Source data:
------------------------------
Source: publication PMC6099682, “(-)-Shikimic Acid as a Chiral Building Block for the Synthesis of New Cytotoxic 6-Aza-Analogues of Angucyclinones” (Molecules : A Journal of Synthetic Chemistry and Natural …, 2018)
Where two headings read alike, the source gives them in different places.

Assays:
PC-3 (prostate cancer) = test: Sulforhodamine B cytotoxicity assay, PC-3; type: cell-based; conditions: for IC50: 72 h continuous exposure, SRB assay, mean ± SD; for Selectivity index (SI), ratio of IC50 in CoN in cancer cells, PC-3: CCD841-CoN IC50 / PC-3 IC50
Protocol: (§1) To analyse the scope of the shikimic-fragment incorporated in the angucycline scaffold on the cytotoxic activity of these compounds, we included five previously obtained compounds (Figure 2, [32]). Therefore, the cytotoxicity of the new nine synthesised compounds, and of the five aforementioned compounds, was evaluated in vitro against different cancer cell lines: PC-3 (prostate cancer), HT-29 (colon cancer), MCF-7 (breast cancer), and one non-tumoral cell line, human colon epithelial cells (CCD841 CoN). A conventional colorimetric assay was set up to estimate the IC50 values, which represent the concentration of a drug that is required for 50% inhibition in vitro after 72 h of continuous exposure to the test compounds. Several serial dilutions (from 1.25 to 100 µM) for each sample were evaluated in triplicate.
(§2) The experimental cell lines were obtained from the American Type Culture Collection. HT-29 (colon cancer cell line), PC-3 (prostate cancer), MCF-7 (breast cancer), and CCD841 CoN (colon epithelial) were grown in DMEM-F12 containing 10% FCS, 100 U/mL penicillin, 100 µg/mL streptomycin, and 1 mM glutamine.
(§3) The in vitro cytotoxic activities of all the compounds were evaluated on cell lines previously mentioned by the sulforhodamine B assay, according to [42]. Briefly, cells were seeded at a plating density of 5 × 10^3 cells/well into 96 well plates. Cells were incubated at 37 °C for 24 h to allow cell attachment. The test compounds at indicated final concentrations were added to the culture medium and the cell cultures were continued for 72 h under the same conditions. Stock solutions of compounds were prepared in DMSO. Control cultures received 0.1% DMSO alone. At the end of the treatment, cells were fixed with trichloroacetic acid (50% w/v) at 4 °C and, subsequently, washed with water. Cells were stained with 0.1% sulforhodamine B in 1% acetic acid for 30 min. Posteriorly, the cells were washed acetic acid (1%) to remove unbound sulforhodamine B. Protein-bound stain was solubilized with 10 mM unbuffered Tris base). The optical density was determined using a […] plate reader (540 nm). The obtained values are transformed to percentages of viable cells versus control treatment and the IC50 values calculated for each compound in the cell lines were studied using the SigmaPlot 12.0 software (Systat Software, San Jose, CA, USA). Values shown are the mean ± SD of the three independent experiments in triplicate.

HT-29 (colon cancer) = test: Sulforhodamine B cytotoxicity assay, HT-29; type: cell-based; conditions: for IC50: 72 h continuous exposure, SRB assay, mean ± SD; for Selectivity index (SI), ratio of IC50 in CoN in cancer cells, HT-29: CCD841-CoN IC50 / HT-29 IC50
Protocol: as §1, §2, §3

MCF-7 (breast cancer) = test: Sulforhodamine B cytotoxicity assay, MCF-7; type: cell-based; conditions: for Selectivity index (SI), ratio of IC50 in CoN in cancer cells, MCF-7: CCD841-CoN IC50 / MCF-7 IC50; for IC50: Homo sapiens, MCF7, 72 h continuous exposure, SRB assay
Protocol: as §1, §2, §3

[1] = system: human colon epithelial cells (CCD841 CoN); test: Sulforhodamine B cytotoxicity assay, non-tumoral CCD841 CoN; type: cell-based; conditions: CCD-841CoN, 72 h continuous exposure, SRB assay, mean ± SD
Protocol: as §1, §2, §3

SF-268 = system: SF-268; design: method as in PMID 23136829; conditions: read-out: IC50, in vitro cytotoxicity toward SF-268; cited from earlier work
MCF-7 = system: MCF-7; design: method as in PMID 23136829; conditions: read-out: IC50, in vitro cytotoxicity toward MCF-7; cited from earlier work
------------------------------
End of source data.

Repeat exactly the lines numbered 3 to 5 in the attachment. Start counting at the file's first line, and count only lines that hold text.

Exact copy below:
Assays:
PC-3 (prostate cancer) = test: Sulforhodamine B cytotoxicity assay, PC-3; type: cell-based; conditions: for IC50: 72 h continuous exposure, SRB assay, mean ± SD; for Selectivity index (SI), ratio of IC50 in CoN in cancer cells, PC-3: CCD841-CoN IC50 / PC-3 IC50
Protocol: (§1) To analyse the scope of the shikimic-fragment incorporated in the angucycline scaffold on the cytotoxic activity of these compounds, we included five previously obtained compounds (Figure 2, [32]). Therefore, the cytotoxicity of the new nine synthesised compounds, and of the five aforementioned compounds, was evaluated in vitro against different cancer cell lines: PC-3 (prostate cancer), HT-29 (colon cancer), MCF-7 (breast cancer), and one non-tumoral cell line, human colon epithelial cells (CCD841 CoN). A conventional colorimetric assay was set up to estimate the IC50 values, which represent the concentration of a drug that is required for 50% inhibition in vitro after 72 h of continuous exposure to the test compounds. Several serial dilutions (from 1.25 to 100 µM) for each sample were evaluated in triplicate.